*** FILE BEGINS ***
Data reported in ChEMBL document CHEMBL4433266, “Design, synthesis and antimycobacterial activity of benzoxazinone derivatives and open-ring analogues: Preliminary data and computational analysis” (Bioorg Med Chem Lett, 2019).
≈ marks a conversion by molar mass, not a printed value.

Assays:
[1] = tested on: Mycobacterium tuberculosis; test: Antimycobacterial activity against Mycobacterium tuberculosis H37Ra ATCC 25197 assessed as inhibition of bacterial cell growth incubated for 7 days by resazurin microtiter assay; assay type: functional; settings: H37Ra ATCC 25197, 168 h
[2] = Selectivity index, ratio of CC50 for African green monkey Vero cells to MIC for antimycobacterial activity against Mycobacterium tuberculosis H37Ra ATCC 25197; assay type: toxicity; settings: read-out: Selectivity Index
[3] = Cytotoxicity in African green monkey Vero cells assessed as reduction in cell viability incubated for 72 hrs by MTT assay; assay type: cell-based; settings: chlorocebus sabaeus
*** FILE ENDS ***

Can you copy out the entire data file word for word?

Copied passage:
Data reported in ChEMBL document CHEMBL4433266, “Design, synthesis and antimycobacterial activity of benzoxazinone derivatives and open-ring analogues: Preliminary data and computational analysis” (Bioorg Med Chem Lett, 2019).
≈ marks a conversion by molar mass, not a printed value.

Assays:
[1] = tested on: Mycobacterium tuberculosis; test: Antimycobacterial activity against Mycobacterium tuberculosis H37Ra ATCC 25197 assessed as inhibition of bacterial cell growth incubated for 7 days by resazurin microtiter assay; assay type: functional; settings: H37Ra ATCC 25197, 168 h
[2] = Selectivity index, ratio of CC50 for African green monkey Vero cells to MIC for antimycobacterial activity against Mycobacterium tuberculosis H37Ra ATCC 25197; assay type: toxicity; settings: read-out: Selectivity Index
[3] = Cytotoxicity in African green monkey Vero cells assessed as reduction in cell viability incubated for 72 hrs by MTT assay; assay type: cell-based; settings: chlorocebus sabaeus